Tamron appears to be working on a series of fast f/1.4 prime lenses according to patents filed in Japan. These lenses would be the fastest the company has produced for mirrorless cameras and would expand the company’s rather small line of prime lenses.
The patents, spotted by Digicame Info, describe the 28mm, 30mm, 35mm, 40mm, and 50mm focal lengths, all of which would feature a wide-open aperture of f/1.4. While a patent filing does not necessarily mean that a company has any actual plans to release a product, seeing them is somewhat encouraging that Sony, Sigma, and Samyang might see some direct competition in the E-mount fast prime space from a large, established, and well-distributed lens manufacturer.
Tamron isn’t new to producing prime lenses, it just hasn’t made very many. It currently produces both a 35mm f/1.4 and 35mm f/1.8, but only for DSLRs. Its mirrorless line isn’t much larger and consists of a 20mm f/2.8, 24mm f/2.8, and 35mm f/2.8 — none of which are particularly fast.
The 35mm f/1.8 for DSLRs was released way back in 2015 and was characterized by an extremely close focusing distance, a feature that made it stand apart from Sigma’s extremely popular 35mm f/1.4 Art lens even though it was slightly slower. Most importantly, it is sharp and is capable of producing stunning results.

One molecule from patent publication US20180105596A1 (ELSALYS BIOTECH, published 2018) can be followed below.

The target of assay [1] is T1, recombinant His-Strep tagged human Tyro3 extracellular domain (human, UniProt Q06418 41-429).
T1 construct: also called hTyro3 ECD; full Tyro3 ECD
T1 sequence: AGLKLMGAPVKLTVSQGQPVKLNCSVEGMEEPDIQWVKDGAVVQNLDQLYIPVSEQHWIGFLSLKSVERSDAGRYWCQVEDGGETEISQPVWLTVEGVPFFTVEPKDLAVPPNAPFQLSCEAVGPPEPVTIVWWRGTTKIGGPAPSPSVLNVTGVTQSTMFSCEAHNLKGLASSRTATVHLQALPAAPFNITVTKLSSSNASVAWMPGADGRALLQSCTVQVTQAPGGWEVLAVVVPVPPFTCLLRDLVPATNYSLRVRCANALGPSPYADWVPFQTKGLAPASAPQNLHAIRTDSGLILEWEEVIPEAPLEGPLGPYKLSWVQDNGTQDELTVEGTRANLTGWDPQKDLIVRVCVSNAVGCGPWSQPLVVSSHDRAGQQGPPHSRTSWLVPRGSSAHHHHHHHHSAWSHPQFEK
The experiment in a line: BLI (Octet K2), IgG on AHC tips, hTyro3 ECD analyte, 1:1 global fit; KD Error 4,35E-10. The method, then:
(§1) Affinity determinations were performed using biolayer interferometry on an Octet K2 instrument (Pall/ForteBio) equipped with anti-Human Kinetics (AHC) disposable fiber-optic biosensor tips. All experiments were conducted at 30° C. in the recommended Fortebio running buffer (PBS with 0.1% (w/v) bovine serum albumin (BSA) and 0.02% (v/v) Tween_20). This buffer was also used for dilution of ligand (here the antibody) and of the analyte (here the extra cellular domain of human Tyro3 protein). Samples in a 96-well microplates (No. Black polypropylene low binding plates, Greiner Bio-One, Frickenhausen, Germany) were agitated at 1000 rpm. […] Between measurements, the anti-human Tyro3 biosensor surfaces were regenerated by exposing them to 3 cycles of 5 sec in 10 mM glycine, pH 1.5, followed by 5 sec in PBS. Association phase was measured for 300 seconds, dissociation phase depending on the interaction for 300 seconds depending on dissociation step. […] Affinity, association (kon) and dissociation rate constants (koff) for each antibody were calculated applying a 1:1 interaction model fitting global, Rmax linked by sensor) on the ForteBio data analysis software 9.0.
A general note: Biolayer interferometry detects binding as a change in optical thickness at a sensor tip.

Instead, the lens manufacturer released three f/2.8 wide-angle prime lenses in late 2019, the aforementioned 20mm, 24mm, and 35mm f/2.8 lenses. Over the next three years, Tamron would not release another prime lens, instead focusing its efforts on varying zooms. While these lenses have pretty much all been reviewed favorably — specifically the 18-300mm f/3.5-6.3, 50-400mm f/4.5-6.3, and 20-40mm f/2.8 — prime lenses are still extremely popular and there are likely many photographers who hope the company will revisit them, especially considering the performance of its previous endeavors remains generally highly regarded.
It’s hard to say how long photographers will have to wait if Tamron does intend to produce these: there are two ways to look at it. Given that these patents were filed at the end of October, they could be a long way off still as camera makers often file patents years in advance of release. At the same time, it is also possible Tamron decided to hold off on filing the patents until it was close to release in order to prevent showing its hand too early to competitors.